SpaceX is launching Starlink missions on a weekly basis to rapidly expand broadband internet coverage globally. The company is capable of performing frequent flights to space because Falcon 9's first-stage booster is capable of being reused. On August 30, a previously-flown SpaceX Falcon 9 lifted off for the seventh time to deploy a fleet of 46 Starlink satellites to Low Earth Orbit (LEO). The rocket launched at 10:40 p.m. PT from Space Launch Complex 4 East (SLC-4E) at Vandenberg Space Force Base in California. It is SpaceX's 39th mission of 2022.
Liftoff! pic.twitter.com/sR7p96UWJ4— SpaceX (@SpaceX) August 31, 2022
Approximately eight-and-a-half minutes after liftoff, the first-stage booster returned from space and landed on the 'Of Course I Still Love You' autonomous droneship stationed in the Pacific Ocean. It marked the 7th landing for the flight-proven booster B1063-7 and it was SpaceX's 138th landing of an orbital-class rocket. B1063-7 previously launched NASA's Sentinel-6 Michael Freilich Earth-observing satellite, as well as NASA's Double Asteroid Redirection Test (DART) mission which is the first planetary defense demonstration mission; and now five Starlink missions.
Falcon 9’s first stage has landed on the Of Course I Still Love You droneship pic.twitter.com/PL3RRQv1bv— SpaceX (@SpaceX) August 31, 2022
Falcon 9 deployed the 46 Starlink Group 3-4 satellites to LEO approximately an hour after liftoff. To date, SpaceX has launched a total of 3,208 satellites since 2019. Data by leading Astronomer Jonathan McDowell states that around 2,941 Starlink satellites are currently orbiting our planet. Group 3-4 is the fourth fleet of satellites deployed into orbital Shell 3. SpaceX is arranging Phase 1 of the Starlink constellation into five orbital shells with different parameters, detailed in the table shown below. Shell 3 will consist of 348 satellites operating at a 560-kilometer orbit 97.6° degrees to the equator. SpaceX is working to launch a total of 12,000 Starlink satellites, and the company is waiting for approval from an international regulator to deploy another 30,000 long-term.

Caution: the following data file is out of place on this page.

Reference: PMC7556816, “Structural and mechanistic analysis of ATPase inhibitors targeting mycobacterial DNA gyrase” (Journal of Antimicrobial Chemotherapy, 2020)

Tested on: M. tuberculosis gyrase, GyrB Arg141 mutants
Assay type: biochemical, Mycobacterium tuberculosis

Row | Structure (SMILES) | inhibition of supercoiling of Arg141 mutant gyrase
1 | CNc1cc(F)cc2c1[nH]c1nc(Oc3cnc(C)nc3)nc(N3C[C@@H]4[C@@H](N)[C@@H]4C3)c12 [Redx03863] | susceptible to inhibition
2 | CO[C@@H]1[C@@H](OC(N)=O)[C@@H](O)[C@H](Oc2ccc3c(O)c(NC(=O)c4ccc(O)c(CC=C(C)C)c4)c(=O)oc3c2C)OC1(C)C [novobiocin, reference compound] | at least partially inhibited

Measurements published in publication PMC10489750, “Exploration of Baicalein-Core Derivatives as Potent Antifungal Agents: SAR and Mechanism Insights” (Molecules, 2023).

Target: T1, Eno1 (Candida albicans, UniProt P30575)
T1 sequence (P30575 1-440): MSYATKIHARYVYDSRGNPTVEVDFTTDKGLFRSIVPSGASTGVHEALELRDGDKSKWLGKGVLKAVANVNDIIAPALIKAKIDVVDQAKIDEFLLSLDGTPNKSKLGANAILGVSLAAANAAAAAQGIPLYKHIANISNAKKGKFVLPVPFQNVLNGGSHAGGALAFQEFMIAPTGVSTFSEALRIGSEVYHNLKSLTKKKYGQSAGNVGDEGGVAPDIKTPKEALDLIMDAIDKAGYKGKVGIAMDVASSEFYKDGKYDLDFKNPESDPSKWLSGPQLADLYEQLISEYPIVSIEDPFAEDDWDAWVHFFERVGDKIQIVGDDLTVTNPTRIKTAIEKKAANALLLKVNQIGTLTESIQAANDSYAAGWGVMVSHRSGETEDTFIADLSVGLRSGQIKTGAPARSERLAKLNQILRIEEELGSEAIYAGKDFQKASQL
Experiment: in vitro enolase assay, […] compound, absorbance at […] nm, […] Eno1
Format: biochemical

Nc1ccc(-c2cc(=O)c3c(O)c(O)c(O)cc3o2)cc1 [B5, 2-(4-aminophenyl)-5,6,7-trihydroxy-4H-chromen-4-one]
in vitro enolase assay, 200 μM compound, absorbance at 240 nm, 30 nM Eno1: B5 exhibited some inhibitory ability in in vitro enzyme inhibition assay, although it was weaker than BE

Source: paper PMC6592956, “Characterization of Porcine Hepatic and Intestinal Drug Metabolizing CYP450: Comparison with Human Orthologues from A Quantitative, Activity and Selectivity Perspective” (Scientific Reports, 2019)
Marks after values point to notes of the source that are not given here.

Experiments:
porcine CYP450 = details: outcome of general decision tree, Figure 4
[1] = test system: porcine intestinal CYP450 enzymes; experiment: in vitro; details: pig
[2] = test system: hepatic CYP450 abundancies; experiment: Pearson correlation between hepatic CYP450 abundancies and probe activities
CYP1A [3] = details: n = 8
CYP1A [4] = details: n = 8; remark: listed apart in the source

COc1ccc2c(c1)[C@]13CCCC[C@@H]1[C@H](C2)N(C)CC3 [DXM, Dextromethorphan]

SpaceX already provides high-speed Starlink internet service to nearly 40 countries, primarily in rural and remote regions where internet access was previously unreliable. Last week, SpaceX founder Elon Musk and T-Mobile CEO Mike Sievert announced plans for satellite-to-cellular service to use the Starlink constellation to beam voice and message data directly to smartphones using Starlink by 2023. SpaceX plans to launch the next-generation Starlink V2 satellites next year which will include hardware to make their vision a reality. Read more in the previous TESMANIAN article: SpaceX & T-Mobile Partner To Provide Starlink Satellite-to-Cellular Service In 2023 -'It means no dead zones anywhere in the world for your cell phones'
#SpaceX @elonmusk #TMobile— Evelyn Janeidy Arevalo (@JaneidyEve) August 26, 2022
SpaceX & T-Mobile Partner To Provide Starlink Satellite-to-Cellular Service In 2023 -'It means no dead zones anywhere in the world for your cell phones'
by @JaneidyEve via @Tesmanian_comhttps://t.co/KjKmDcR0wi
Featured Image Source: SpaceX Live Broadcast
About the Author
Evelyn Janeidy Arevalo
Evelyn J. Arevalo joined Tesmanian in 2019 to cover news as a Space Journalist and SpaceX Starbase Texas Correspondent. Evelyn is specialized in rocketry and space exploration. The main topics she covers are SpaceX and NASA.